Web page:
0M = reserve at 12/31/prev 1M = reserve at 12/31/curr P = tabular net premiums during year I = required interest for year C = tabular cost of mort for year VD = reserves released by death for year VT = reserves released by termination other than death for year For those inforce at both year ends: Adding the three equalities tV = (t1)V + P + i((t1)V + P)  q(1  tV) P = P (t+1)V = tV + P + i(tV + P)  q(1  (t+1)V) and dividing by 2 gives (t+1)M = tM + P + [i/2*((t1)V + 2P + tV)]  [1/2*(q(1  tV) + q(1 (t+1)V)] The first item in brackets is I and the second is C, so it can rearranged C  I = tM + P  (t+1)M Noting that VD and VT is zero for this class, it matches the formula. For those who die (using curtate assumptions): Those who die before policy anniversary in year: tVD = tM + [i/2*((t1)V + P)]  [q/2*(1tV)] The first item in brackets is I and the second is C, so it can rearranged C  I = tM  tVD Remembering that P during the current year, (t+1)M and VT are all 0, it matches. Those who die after policy anniversary in year: (t+1)VD = tM + P + [i/2*((t1)V + P) + i(tV + P)]  [q/2*(1tV) + q(1  (t+1)V] The first item in brackets is I and the second is C, so it can rearranged C  I = tM + P  (t+1)VD Remembering that (t+1)M and VT are 0, it matches. For those who surrender (curtate assumptions) tVT = tM + [i/2*((t1)V + P)]  [q/2*(1tV)] The first item in brackets is I and the second is C, so it can rearranged C  I = tM  tVT Remembering that P during the current year, (t+1)M and VD are all 0, it matches. Last edited by Steve Grondin; 01182006 at 02:15 PM..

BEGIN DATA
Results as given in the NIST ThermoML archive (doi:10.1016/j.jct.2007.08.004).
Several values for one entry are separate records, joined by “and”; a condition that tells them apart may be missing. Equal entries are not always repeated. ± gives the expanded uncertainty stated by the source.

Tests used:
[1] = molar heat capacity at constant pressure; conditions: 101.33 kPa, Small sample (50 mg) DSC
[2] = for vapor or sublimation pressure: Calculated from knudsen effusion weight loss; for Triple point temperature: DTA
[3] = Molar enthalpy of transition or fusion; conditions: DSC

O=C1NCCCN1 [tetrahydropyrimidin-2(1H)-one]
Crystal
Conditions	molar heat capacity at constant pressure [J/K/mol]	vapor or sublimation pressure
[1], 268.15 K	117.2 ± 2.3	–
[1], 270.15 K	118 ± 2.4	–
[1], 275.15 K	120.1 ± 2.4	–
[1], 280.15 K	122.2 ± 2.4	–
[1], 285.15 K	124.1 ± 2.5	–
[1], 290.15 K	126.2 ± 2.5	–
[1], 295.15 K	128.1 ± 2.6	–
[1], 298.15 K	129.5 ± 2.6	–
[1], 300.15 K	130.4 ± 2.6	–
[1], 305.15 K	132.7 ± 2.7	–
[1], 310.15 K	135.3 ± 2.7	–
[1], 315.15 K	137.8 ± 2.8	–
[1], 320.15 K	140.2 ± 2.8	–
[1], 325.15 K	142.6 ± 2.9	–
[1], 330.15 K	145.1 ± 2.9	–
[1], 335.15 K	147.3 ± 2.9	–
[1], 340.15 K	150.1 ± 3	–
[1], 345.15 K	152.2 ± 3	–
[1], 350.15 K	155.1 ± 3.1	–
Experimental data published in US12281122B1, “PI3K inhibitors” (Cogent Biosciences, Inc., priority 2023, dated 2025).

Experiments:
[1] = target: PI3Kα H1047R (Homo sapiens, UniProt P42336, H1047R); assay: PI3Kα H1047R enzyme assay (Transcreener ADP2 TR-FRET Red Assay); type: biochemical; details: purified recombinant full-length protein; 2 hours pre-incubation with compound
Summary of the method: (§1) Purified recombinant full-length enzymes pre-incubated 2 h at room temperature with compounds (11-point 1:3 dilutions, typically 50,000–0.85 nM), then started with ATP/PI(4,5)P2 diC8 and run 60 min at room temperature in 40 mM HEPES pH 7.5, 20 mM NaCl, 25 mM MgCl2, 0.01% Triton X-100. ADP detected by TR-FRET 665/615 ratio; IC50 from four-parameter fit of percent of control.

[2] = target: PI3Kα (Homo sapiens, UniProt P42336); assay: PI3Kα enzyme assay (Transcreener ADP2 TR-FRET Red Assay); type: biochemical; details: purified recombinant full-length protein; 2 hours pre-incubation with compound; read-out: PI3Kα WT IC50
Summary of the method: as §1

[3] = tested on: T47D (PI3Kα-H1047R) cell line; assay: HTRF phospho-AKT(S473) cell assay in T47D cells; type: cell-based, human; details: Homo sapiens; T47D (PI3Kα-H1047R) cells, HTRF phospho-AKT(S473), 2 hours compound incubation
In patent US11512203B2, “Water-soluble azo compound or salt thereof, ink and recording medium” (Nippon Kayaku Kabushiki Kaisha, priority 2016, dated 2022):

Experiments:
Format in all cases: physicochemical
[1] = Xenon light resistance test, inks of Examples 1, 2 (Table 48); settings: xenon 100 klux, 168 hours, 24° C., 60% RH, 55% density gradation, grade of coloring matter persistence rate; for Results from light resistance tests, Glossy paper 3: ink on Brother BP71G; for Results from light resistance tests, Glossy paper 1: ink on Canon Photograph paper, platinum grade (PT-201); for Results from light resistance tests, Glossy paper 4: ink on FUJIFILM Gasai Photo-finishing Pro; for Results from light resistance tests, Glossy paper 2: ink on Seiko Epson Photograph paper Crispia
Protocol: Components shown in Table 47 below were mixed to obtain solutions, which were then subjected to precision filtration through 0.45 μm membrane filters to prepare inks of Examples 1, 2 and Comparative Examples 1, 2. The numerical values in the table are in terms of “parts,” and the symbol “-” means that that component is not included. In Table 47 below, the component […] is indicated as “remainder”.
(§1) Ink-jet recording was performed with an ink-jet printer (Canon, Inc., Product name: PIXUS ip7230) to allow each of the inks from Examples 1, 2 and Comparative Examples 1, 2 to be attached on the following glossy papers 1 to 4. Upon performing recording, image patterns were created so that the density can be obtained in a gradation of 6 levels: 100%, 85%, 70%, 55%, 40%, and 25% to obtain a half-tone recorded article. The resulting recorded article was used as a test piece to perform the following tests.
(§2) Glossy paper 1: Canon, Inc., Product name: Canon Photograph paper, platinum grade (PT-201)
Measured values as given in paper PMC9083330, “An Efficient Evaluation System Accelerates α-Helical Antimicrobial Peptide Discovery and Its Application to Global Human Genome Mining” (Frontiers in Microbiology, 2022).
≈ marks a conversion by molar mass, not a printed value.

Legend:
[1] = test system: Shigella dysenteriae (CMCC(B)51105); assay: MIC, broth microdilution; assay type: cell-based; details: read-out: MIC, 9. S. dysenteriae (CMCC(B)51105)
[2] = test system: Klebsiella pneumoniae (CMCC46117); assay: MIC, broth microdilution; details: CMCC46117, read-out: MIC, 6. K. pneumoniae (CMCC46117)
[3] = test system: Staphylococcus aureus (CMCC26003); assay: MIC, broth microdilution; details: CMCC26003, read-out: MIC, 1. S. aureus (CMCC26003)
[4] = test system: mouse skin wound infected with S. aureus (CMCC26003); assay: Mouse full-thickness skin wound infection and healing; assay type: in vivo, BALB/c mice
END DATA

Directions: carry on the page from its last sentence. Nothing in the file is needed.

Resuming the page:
#9




Noback was never my favorite, but this is good. Of course, the same formulas are also found in the instructions to the annual statement.
I always claimed that the analysis of increase in reserve would be far more meaningful if the tabular assumptions had somewhat greater relationship to reality. I never could convince anyone that we should also do an analysis of increase in FAS 60 GAAP reserves, but at least FAS97 generates some sort of analysis of "expected" vs. actual.
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#10




Quote:
I don't quite understand the equations below though: tV = t1V + P + i(t1V + P)  q(1  tV) < what is q? perhaps mortality rate? then, why do we need to subtract tV from 1? Is tV the same as the reserve at time t? P = P t+1 V = tV + P + i(tV + P)  q(1  t+1V)